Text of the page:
With LUG we have a system of strict rewards for obedience, an endless hierarchy of toadyism, sycophancy, and so on, which looks a lot like what we’d otherwise find disgusting and dangerous, in other realities (e.g., Brigham Young’s Utah; the government; our workplace). There is no right or wrong, under LUG, except what LUG says. By contrast, Jesus seems to trust even LUG, originally, to rule in a manner good for good spirits. But, of course, LUG offered his plan for rulers and for the ruled, and it seems clear that such a plan does not work, for rulers or the ruled. D&C 121 gives us what the “one like unto the Son of Man” would’ve advocated, in that council in heaven.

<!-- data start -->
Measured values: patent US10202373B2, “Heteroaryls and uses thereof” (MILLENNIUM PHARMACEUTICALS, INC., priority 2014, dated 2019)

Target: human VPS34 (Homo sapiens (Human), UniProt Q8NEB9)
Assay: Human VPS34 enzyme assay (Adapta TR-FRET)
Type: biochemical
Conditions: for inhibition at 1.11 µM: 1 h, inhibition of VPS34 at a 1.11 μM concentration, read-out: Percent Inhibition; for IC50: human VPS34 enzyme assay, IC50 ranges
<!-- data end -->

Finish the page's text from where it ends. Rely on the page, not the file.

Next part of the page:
LUG would like you to believe that “having the spirit” is the reward for righteousness, but in reality it seems that many people enjoy “the spirit” who probably are not so righteous. They may be entrusted with its gifts, for a time; for the edification of others, but in no way earned it. It is also the case that our terms are not entirely clear, here; by “the spirit” we seem to mean many things, and this too should mean that we can receive “it” for many reasons, such as a sign of mercy due to our being beguiled by the craftiness of men. What sort of inferences can we make, if we accept that God might send “the spirit” to sinners, to give them hope in his mercy? How would such a hope be corrupted, except by the principles of LUG: convincing us that what comes from mercy, is in fact a sign of our having earned it? Having received many gifts from generous beings, I still have to fight the pride that says, “you earned this, it is no gift or charity.” But that fight comes less often, now, although I remain in need of charity no less. I think I have been taught about mercy by merciful beings, doing merciful things. I would like to think I have progressed, as a result. Had the LUG plan been implemented, I would have no insight into mercy, nor into the LUG plan itself: it would seem natural that the world was so constructed. What possible conclusion could one come to, in that world, except that those who ruled it, earned their thrones, and ought to be obeyed in all things? Where is right and wrong, truth and untruth, in this world? By contrast, it was through mercy that I got some perspective.